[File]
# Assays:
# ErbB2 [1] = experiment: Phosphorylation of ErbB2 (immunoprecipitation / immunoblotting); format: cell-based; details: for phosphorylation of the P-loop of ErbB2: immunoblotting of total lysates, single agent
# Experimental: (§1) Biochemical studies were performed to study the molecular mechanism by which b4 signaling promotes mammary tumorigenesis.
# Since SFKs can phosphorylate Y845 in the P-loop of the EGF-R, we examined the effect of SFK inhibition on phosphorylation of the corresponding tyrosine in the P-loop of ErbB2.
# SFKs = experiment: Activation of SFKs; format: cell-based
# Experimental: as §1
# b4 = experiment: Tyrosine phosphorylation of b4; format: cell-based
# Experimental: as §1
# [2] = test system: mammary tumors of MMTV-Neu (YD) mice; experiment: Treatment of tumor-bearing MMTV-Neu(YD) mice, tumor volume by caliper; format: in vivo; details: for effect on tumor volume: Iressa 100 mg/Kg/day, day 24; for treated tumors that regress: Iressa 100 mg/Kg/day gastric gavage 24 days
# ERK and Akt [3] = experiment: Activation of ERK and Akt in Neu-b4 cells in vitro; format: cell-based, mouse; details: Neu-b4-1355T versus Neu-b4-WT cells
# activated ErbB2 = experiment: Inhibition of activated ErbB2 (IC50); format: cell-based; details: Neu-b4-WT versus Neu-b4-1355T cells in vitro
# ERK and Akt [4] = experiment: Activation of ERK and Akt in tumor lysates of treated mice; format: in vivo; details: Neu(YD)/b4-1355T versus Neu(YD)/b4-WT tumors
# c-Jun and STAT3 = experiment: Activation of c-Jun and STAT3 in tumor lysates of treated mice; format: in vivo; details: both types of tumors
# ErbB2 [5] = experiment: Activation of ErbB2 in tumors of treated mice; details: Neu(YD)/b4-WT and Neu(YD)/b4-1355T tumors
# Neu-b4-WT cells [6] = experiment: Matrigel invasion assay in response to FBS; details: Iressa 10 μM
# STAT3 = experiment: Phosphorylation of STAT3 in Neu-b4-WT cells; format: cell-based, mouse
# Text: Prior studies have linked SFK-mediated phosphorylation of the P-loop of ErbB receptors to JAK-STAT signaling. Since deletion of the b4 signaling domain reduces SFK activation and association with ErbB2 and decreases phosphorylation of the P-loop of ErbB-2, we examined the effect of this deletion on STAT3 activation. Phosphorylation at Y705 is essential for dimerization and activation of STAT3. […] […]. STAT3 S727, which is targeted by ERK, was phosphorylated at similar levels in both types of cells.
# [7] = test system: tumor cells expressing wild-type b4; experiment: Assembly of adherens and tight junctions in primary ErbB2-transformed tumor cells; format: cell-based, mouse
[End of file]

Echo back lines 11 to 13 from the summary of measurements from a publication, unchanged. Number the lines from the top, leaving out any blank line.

# activated ErbB2 = experiment: Inhibition of activated ErbB2 (IC50); format: cell-based; details: Neu-b4-WT versus Neu-b4-1355T cells in vitro
# ERK and Akt [4] = experiment: Activation of ERK and Akt in tumor lysates of treated mice; format: in vivo; details: Neu(YD)/b4-1355T versus Neu(YD)/b4-WT tumors
# c-Jun and STAT3 = experiment: Activation of c-Jun and STAT3 in tumor lysates of treated mice; format: in vivo; details: both types of tumors